The other main forms of Buddhism in the medieval period were Amidism and the Lotus sect.  Both of these were faith-based, in contrast to Zen with its emphasis on self-discipline.  Amida was an ancient or legendary monk said to have become a Buddha with a focus on benefiting all Mankind.  Honen (1133-1212) and Shinran (1173-1262) were the main proponents.  The Lotus Sect focused on the Lotus Sutra and its founder was Nichiren (1222-1282).  It was rather intolerant of other Buddhist schools.

Particularly in the Warring States period, temples could have small armies and could attack each other, particularly as between Amidism and the Lotus Sect.  Also, the defeat of the monk-armies of the Singon sect on Mt Hiei near Kyoto was a significant milestone in Oda Nobunaga taking control of much of the country at the end of that period.

After 1868, there were edicts to separate Shinto and Buddhism and Shinto became the official State religion (as a native Japanese religion).  For a while, some forms of Buddhism were suppressed and some temples destroyed.  This was partly due to the association of Tokugawa rule with some forms of Buddhism and partly because after the suppression of Christianity, it became compulsory for all Japanese to belong to a Buddhist temple.

Contemporary Japanese are notably free of religious affiliations.  Though most will subscribe to particular rituals of different religions at appropriate times, a 2000 survey by Yomiuri Shimbun showed that 77% of Japanese do not believe in a specific religion. (Yomiuri Shimbun is a Japanese newspaper reputed to have the largest circulation of any newspaper in theworld).

‘Marquis Hirobumi Ito, four time Prime Minister of Japan (the 1st, 5th, 7th and 10th), who made Japan a Great Power is reported to have said “I regard religion itself as quite unnecessary for a nation’s life; science is far above superstition, and what is religion – Buddhism or Christianity – but superstition, and therefore a possible source of weakness to a nation? I do not regret the tendency to free thought and atheism, which is almost universal in Japan because I do not regard it as a source of danger to the community.”‘ (Wikipedia)

2nd February: Nara – Kofuku-ji and Todai-ji

Midget

This was my first morning in Nara, staying at the very welcoming Sakuraya Guesthouse, in the old quarter of town.  Nara was the first capital of Japan, before Kyoto, for nearly 100 years.

I couldn’t resist photographing this vehicle near where I was staying which is actually a utility or ute (it has a tray at the back).   The spare wheel cover refers to a car called a Midget that was popular in the 1960s yet it is clearly not the MG Midget, one of which I drove for sixteen years, until relatively recently.  It does, though demonstrate the prominence of small vehicles in Japan, where parking space is very much at a premium in many urban areas.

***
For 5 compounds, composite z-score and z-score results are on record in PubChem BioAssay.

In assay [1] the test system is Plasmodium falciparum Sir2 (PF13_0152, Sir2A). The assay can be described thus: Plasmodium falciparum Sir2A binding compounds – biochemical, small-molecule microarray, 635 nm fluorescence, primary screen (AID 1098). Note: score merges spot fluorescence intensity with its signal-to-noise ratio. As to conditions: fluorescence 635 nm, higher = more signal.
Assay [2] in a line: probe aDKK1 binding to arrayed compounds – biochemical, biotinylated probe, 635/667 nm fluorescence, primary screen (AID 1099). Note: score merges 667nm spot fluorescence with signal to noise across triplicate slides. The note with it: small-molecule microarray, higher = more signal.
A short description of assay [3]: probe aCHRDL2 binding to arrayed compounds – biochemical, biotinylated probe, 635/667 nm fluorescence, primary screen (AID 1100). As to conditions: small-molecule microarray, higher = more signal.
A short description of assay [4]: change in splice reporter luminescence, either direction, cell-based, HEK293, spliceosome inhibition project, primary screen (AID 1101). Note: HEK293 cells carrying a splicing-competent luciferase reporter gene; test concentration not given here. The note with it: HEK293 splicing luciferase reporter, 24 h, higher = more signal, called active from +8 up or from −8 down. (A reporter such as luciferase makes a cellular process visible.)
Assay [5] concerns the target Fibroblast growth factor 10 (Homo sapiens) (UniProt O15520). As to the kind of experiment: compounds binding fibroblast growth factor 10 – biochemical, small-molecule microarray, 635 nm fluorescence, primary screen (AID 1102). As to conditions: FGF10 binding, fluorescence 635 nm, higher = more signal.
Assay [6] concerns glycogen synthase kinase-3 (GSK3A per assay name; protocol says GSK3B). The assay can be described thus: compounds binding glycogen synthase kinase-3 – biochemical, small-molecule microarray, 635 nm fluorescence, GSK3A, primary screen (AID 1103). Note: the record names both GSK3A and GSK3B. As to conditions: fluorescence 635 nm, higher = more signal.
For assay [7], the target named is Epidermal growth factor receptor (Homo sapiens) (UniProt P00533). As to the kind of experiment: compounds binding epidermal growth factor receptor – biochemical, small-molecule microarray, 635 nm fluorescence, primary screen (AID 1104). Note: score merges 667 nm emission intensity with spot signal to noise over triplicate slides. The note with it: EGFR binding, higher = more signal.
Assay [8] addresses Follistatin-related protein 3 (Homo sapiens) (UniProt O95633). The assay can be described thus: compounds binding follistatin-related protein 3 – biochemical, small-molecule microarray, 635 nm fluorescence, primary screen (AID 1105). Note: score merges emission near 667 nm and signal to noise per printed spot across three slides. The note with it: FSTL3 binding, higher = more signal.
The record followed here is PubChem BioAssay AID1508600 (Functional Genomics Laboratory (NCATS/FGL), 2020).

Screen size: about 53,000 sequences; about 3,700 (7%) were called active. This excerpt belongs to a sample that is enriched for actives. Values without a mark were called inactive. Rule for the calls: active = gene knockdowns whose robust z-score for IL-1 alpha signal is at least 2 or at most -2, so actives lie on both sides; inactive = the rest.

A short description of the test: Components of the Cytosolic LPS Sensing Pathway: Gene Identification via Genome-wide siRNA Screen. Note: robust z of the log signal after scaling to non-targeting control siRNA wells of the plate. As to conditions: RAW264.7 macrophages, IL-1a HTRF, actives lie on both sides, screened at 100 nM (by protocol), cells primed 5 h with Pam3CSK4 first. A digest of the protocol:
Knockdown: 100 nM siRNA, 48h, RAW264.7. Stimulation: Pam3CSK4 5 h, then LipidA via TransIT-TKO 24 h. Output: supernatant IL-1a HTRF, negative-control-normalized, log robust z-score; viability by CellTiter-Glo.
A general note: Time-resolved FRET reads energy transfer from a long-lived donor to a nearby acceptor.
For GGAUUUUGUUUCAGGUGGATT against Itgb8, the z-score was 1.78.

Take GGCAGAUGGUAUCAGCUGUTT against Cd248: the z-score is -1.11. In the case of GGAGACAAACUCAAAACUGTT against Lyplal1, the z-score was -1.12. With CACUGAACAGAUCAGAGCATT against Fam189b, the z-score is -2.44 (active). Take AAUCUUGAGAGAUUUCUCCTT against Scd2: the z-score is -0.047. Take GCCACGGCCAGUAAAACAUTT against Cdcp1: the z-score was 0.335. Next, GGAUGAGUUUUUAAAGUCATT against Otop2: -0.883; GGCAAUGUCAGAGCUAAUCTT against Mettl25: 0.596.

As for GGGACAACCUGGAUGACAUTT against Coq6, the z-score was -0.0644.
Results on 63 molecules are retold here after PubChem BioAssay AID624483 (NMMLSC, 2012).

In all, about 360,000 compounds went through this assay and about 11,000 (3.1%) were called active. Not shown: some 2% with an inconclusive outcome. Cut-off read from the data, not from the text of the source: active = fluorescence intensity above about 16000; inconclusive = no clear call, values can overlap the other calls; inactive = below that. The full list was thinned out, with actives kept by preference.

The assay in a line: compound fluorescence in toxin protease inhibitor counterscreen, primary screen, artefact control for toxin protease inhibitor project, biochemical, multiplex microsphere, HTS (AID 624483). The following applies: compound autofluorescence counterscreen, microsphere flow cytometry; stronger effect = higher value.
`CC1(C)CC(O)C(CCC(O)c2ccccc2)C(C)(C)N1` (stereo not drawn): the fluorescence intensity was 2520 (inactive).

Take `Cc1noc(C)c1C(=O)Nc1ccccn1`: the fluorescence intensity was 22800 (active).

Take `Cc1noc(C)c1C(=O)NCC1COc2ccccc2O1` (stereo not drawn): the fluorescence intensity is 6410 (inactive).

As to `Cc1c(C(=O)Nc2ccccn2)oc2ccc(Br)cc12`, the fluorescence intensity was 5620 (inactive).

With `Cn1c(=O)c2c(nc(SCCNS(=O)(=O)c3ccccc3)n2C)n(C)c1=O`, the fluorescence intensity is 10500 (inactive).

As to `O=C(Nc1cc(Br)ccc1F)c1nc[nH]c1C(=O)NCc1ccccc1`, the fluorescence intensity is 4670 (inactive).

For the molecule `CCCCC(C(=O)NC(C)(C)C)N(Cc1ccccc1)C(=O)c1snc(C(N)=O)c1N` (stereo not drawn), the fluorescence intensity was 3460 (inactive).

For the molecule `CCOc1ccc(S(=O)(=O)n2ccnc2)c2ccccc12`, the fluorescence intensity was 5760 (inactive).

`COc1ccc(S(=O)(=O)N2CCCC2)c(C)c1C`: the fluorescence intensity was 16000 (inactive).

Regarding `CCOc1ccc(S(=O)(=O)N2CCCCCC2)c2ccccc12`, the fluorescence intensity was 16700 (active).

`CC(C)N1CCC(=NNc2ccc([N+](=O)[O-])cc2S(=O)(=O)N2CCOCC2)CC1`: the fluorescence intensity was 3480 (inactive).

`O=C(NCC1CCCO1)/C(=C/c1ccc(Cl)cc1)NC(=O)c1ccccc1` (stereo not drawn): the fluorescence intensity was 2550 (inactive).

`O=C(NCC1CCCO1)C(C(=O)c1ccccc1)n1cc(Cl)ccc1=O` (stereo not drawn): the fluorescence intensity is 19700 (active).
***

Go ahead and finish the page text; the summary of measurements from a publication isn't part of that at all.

Nara-machi Koshi-no-ie

This is Nara-machi Koshi-no-ie, a machiya or urban townhouse of old Nara’s local merchants or artisans, just round the corner from where I was staying.  The long, narrow shape is partly for privacy and partly because land taxes were assessed on the width of the house’s facade.  Perhaps part of the reason it looks so immaculate is that it is a relatively recent reconstruction.

Nanendo (South Octagonal Hall)

This is Nanendo, the South Octagonal Hall, originally built in 813 though the current building is a reconstruction from 1741.  It is primarily dedicated to Fukukensaku Kannon, the bosatsu of the “Unfailing Fishing Line”, who uses a metaphysical fishing line to catch and assist people who are suffering.  A bosatsu or bodhisattva is said to be an individual who attains a buddha-like state that they dedicate to the benefit of all humanity.

The person we see is ringing the gong using the red cord as part of a ritual.  This also involves bowing with the hands in prayer position and may involve a few hand claps (my memory is uncertain).

Goju-no-to (Five Storied Pagoda)

The Goju-no-to or Five Storied Pagoda was originally built in 725 by the Empress Komyoh (consort of the Emperor Shomu).  Destroyed by fire multiple times, the current version dates from 1426.  It is the second highest pagoda in Japan at just over 50 metres.

The Goju-no-to and the Nanendo above are both part of the Kofuku-ji temple complex which originally included over 175 buildings, though most were burned to the ground with the eclipsing of the Fujiwara family in the late twelfth century.

Expectation

There are about 1200 sacred deer in the park at Nara, generally quite tame.  They are very keen on the “deer biscuits”.

Small temple near Todai-ji

If you are a deer, it's important that the person you approach has Deer Biscuits

Todai-ji Temple Gate